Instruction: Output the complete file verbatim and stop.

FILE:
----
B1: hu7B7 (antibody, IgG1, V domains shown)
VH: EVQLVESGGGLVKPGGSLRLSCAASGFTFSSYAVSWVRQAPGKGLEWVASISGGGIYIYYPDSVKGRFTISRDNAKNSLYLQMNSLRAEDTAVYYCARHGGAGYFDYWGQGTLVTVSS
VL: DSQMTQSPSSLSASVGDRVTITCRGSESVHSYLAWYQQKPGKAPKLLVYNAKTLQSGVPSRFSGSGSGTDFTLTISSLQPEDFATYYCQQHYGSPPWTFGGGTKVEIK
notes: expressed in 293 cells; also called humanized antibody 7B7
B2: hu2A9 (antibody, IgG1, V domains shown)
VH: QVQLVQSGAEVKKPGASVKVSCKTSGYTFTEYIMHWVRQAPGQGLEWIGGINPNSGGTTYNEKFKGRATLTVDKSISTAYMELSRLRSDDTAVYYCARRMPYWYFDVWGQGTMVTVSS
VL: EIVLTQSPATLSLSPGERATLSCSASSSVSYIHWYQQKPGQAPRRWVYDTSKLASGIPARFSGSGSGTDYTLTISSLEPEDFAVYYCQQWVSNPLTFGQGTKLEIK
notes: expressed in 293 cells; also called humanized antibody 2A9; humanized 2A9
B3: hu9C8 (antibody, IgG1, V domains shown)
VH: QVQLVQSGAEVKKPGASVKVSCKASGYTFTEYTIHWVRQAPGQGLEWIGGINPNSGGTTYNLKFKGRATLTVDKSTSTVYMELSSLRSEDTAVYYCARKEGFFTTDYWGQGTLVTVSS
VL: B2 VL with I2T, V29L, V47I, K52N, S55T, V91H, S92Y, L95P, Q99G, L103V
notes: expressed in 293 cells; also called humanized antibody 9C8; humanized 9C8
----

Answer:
B1: hu7B7 (antibody, IgG1, V domains shown)
VH: EVQLVESGGGLVKPGGSLRLSCAASGFTFSSYAVSWVRQAPGKGLEWVASISGGGIYIYYPDSVKGRFTISRDNAKNSLYLQMNSLRAEDTAVYYCARHGGAGYFDYWGQGTLVTVSS
VL: DSQMTQSPSSLSASVGDRVTITCRGSESVHSYLAWYQQKPGKAPKLLVYNAKTLQSGVPSRFSGSGSGTDFTLTISSLQPEDFATYYCQQHYGSPPWTFGGGTKVEIK
notes: expressed in 293 cells; also called humanized antibody 7B7
B2: hu2A9 (antibody, IgG1, V domains shown)
VH: QVQLVQSGAEVKKPGASVKVSCKTSGYTFTEYIMHWVRQAPGQGLEWIGGINPNSGGTTYNEKFKGRATLTVDKSISTAYMELSRLRSDDTAVYYCARRMPYWYFDVWGQGTMVTVSS
VL: EIVLTQSPATLSLSPGERATLSCSASSSVSYIHWYQQKPGQAPRRWVYDTSKLASGIPARFSGSGSGTDYTLTISSLEPEDFAVYYCQQWVSNPLTFGQGTKLEIK
notes: expressed in 293 cells; also called humanized antibody 2A9; humanized 2A9
B3: hu9C8 (antibody, IgG1, V domains shown)
VH: QVQLVQSGAEVKKPGASVKVSCKASGYTFTEYTIHWVRQAPGQGLEWIGGINPNSGGTTYNLKFKGRATLTVDKSTSTVYMELSSLRSEDTAVYYCARKEGFFTTDYWGQGTLVTVSS
VL: B2 VL with I2T, V29L, V47I, K52N, S55T, V91H, S92Y, L95P, Q99G, L103V
notes: expressed in 293 cells; also called humanized antibody 9C8; humanized 9C8